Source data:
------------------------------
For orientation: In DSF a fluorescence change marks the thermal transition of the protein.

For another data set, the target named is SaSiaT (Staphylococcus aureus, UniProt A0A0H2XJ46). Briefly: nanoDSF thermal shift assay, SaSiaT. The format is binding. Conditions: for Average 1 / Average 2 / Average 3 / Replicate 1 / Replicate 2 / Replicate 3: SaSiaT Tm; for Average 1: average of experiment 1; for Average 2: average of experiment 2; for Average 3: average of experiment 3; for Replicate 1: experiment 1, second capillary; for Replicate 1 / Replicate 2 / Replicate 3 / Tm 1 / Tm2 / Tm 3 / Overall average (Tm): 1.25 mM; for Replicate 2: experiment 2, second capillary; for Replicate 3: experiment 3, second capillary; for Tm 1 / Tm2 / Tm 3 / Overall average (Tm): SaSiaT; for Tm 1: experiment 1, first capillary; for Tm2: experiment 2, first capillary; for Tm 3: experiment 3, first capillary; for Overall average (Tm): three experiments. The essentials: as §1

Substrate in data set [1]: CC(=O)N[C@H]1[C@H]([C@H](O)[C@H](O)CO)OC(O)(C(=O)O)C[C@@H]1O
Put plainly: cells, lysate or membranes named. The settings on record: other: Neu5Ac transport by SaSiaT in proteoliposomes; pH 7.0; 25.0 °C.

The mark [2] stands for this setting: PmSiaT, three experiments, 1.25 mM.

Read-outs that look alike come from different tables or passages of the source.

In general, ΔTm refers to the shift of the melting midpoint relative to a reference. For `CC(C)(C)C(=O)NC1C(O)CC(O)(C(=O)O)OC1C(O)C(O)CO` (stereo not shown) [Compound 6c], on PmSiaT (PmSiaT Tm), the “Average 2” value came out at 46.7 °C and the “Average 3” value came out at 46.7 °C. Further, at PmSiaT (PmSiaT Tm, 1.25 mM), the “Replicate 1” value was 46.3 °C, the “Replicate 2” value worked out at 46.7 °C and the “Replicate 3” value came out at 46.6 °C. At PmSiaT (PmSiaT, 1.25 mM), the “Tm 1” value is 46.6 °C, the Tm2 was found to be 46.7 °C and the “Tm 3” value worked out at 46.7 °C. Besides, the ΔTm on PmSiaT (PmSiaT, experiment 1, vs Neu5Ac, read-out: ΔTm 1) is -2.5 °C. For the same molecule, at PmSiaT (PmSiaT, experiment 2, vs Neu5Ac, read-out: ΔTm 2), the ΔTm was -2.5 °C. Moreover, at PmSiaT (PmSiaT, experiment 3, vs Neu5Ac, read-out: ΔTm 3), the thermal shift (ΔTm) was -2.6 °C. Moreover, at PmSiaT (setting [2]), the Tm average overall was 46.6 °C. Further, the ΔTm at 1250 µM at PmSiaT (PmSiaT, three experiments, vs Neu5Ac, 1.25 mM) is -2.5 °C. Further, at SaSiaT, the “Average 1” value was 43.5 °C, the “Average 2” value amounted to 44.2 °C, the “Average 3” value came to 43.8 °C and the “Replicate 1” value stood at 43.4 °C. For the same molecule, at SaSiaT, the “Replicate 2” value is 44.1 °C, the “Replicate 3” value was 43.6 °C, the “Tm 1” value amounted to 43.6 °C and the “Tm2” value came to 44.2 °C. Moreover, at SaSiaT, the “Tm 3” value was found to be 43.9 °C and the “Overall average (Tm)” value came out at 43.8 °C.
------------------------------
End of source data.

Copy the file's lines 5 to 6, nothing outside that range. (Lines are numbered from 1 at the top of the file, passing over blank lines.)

The mark [2] stands for this setting: PmSiaT, three experiments, 1.25 mM.

Read-outs that look alike come from different tables or passages of the source.